Mario has come a long way since the NES era but that time is still worth reminiscing about. Super Mario Bros. Deluxe is a portable version of the original Super Mario game with a load of extras that will keep you entertained for hours of Goomba-stomping fun.
If you're familiar with the Mario franchise then you probably already know what to expect when it comes to plot. Princess Toadstool gets kidnapped by Bowser and it's up to Mario to finally rescue her by travelling through eight arduous worlds. Every world (besides the last one) ends with the classic scene of Toad informing you that the princess is in another castle. I guess Mario should have bought a map.
The main game is an almost exact port of the original Super Mario Bros. with all of the solid platforming gameplay intact. Levels take place in a few environments such as outside with blue skies and greenery, deep in the dark-blue underground, Bowser's various castles, and under the sea. Classic Mario tunes play in each distinct environment with every song being as catchy as a cold on the subway. All of the sights and sounds are familiar and probably engraved into your consciousness whether you've played the game before or not.
There are a few differences between the original and this port; the most notable of which being that the Game Boy Color's screen is much smaller than your average television. This sounds like a no-brainer but having the camera pan left and right and up and down when you push the corresponding direction can get quite frustrating. The space between Mario and the edge of the screen behind him is too narrow a lot of the time, so don't be surprised when a Bullet Bill or Cheep-Cheep comes out of nowhere and takes one of your lives. Also, you may fall down a hole when jumping in enemy-infested areas since you'll be too busy to stop and pan the camera down to see the ground below. To help make up for the frustration, you get five lives instead of three and you can actually save your progress.
Other differences include a world map that is purely cosmetic but interesting to see and the ability to switch between Mario and Luigi. However, the best improvement is the fact that you can now hear when Lakitus toss Spinies and when Cheep-Cheeps jump at you. These new audio cues (along with the fact that you're now alerted if you're taking the correct path or not in certain castle levels) are a great addition as they clearly notify you of the impending danger and help you get on the path to success.
What makes Super Mario Bros. Deluxe as deluxe as the title states is all of the bells and whistles. Besides the original game, you can play: the entire game again with certain objectives in Challenge mode, The Lost Levels (also known as the Japanese Super Mario Bros. 2 and titled Super Mario Bros. For Super Players in this game), and a versus mode either against a friend or a computer-controlled Boo. Challenge mode will have you trying to obtain a high score and find five red coins and a Yoshi egg within every single level of the original game. This adds hours of fun for dedicated fans and perfectionists since the collectables can be quite cleverly hidden and the high scores are not easily obtained. The Lost Levels is basically a much more difficult Mario game that is very similar to the original. This mode adds a great deal of value considering it's an entire game of its own. The versus mode will have players race to see who can reach the goal first. Along the way, you and your opponent will hit switches that toggle coloured bricks in order to try to sabotage each other. It's not as fun solo but if you can find someone with another copy of the game then it can be quite an exhilarating multiplayer experience.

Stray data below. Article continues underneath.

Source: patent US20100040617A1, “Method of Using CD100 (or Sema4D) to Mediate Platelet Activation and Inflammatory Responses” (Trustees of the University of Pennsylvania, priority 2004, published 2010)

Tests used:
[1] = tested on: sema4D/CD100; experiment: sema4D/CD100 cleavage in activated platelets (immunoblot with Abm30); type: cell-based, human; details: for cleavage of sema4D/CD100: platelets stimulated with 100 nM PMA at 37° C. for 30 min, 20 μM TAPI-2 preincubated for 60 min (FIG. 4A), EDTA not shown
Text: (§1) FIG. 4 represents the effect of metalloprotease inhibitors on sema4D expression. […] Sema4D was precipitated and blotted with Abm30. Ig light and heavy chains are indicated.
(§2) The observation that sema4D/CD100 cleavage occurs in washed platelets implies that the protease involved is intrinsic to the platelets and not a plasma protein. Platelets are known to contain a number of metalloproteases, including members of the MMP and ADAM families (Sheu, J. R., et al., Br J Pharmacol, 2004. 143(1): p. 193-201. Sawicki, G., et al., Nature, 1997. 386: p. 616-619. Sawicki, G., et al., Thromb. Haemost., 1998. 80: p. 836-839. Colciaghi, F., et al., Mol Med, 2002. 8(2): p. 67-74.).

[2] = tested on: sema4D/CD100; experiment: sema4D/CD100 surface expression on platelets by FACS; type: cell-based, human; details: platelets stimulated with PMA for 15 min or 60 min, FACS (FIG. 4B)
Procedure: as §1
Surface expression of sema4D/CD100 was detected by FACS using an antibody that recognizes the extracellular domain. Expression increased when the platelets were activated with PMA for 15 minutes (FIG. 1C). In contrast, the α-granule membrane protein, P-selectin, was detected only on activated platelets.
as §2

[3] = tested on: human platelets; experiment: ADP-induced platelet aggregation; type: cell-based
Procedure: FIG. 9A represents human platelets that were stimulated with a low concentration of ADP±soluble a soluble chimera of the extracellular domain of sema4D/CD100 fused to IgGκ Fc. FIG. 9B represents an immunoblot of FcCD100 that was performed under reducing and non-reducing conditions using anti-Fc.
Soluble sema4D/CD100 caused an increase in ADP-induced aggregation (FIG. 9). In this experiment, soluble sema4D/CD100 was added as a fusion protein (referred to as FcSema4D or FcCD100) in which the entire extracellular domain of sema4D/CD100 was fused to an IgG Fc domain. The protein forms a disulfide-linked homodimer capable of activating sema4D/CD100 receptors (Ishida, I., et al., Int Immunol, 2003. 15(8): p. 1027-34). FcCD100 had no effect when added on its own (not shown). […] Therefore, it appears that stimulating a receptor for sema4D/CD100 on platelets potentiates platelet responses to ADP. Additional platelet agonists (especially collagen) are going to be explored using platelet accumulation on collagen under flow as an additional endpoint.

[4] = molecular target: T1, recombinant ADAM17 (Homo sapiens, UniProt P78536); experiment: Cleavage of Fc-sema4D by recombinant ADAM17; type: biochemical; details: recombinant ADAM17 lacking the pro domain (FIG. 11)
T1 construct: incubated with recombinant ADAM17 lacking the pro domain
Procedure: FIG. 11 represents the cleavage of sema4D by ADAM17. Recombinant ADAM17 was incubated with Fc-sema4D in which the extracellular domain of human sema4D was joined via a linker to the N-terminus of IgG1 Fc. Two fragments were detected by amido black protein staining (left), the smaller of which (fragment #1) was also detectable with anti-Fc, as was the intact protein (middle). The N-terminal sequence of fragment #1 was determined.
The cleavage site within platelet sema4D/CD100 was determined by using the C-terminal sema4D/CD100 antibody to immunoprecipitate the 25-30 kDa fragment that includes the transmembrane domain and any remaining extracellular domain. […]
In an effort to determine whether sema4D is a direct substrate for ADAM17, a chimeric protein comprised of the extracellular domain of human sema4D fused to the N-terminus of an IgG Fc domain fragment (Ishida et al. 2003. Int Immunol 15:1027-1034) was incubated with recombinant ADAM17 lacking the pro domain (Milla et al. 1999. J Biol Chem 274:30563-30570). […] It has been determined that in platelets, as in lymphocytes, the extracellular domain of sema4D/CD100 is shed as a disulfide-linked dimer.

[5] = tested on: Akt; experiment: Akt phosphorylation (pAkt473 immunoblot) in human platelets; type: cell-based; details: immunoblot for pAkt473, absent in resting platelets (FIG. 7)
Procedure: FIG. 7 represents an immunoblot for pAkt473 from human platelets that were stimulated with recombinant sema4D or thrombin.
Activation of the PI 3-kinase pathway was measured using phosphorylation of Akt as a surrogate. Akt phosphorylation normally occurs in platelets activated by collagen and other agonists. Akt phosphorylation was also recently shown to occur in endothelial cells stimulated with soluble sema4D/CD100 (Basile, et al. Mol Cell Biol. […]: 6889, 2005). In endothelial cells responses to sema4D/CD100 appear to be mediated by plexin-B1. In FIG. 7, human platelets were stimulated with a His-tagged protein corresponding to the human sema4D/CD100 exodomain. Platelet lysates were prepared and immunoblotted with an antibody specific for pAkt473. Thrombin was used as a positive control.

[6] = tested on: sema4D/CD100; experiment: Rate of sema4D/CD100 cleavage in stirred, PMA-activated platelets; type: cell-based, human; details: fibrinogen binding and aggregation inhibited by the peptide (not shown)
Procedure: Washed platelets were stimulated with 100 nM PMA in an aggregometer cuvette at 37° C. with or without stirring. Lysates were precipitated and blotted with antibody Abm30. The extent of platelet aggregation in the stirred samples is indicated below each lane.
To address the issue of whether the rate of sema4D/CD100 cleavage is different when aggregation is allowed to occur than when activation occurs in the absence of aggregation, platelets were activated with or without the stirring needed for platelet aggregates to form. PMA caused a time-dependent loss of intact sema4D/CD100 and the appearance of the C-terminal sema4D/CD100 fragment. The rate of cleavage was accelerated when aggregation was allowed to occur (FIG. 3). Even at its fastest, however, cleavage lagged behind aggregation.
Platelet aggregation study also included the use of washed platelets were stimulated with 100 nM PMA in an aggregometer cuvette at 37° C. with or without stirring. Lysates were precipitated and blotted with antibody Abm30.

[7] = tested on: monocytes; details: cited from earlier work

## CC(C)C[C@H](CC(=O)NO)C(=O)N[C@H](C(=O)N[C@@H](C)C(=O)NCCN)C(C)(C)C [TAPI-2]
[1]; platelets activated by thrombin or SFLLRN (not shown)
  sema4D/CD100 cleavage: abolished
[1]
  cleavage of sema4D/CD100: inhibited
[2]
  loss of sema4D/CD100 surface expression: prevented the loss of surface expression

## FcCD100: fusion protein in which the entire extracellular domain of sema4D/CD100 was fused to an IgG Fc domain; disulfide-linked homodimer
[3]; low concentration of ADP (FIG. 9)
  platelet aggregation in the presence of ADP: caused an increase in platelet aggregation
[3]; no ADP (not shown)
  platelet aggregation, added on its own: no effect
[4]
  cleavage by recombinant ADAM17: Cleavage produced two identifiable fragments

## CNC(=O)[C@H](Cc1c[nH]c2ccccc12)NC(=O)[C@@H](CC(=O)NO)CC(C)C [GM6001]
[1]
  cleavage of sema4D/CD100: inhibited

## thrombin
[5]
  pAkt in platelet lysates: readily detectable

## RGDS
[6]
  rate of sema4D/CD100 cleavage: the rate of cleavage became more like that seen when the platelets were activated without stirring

Believe it or not, there is plenty of extra content besides these modes. An album contains pages of unlockable stickers that behave like the game's achievements and are a great visual representation of how much you've accomplished so far. You can also mark dates on an interactive calendar, play a fortune telling mini-game, get hints on where Yoshi eggs are hidden, and view a different image collection for every world that you've completed. Do you want to hear the best part? You can print almost all of these extras with your Game Boy Printer! Oh, wait... You don't have one? I didn't think so. I don't either.
Super Mario Bros. Deluxe is the best way to enjoy the original Super Mario game on the go. Although it does have one major flaw, the various ways to play and tons of extra content will be more than enough to satisfy your portable retro Mario needs.
- + You can play the original Super Mario Bros. and The Lost Levels on the go
- + New audio cues are a welcome inclusion
- + A treasure trove of rewarding unlockables
- - The small screen adds a lot of frustration to an already challenging game